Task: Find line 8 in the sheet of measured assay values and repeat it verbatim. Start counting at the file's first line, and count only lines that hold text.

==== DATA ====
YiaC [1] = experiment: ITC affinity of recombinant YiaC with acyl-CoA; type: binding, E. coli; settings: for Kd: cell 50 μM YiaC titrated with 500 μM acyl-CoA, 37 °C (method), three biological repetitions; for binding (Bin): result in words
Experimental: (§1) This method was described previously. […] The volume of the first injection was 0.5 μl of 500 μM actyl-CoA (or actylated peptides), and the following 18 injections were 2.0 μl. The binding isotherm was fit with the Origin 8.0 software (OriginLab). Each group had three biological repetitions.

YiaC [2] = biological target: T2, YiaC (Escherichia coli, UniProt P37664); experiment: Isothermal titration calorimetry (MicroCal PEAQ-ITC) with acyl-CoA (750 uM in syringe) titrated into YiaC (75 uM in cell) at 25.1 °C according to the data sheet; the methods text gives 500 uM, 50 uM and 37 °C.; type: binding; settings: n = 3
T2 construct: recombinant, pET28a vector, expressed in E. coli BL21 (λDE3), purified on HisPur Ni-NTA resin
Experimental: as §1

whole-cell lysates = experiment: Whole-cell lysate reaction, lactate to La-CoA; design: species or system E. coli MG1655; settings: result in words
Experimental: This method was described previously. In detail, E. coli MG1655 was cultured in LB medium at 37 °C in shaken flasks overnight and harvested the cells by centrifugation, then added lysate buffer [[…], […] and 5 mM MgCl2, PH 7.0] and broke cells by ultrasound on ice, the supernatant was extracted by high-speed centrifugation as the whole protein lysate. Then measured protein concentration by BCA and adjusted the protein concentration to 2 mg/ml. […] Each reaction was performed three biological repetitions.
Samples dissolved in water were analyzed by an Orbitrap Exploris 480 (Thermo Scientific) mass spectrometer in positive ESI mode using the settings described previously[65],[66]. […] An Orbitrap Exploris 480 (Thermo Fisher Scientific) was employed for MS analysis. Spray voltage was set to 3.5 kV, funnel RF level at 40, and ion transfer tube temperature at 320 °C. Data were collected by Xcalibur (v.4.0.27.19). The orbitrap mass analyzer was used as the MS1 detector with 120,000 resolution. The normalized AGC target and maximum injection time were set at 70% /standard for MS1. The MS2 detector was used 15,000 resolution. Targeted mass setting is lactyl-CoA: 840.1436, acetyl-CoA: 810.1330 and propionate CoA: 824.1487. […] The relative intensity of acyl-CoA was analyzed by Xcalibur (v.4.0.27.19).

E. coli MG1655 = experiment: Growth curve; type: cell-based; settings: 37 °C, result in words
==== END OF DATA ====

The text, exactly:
Samples dissolved in water were analyzed by an Orbitrap Exploris 480 (Thermo Scientific) mass spectrometer in positive ESI mode using the settings described previously[65],[66]. […] An Orbitrap Exploris 480 (Thermo Fisher Scientific) was employed for MS analysis. Spray voltage was set to 3.5 kV, funnel RF level at 40, and ion transfer tube temperature at 320 °C. Data were collected by Xcalibur (v.4.0.27.19). The orbitrap mass analyzer was used as the MS1 detector with 120,000 resolution. The normalized AGC target and maximum injection time were set at 70% /standard for MS1. The MS2 detector was used 15,000 resolution. Targeted mass setting is lactyl-CoA: 840.1436, acetyl-CoA: 810.1330 and propionate CoA: 824.1487. […] The relative intensity of acyl-CoA was analyzed by Xcalibur (v.4.0.27.19).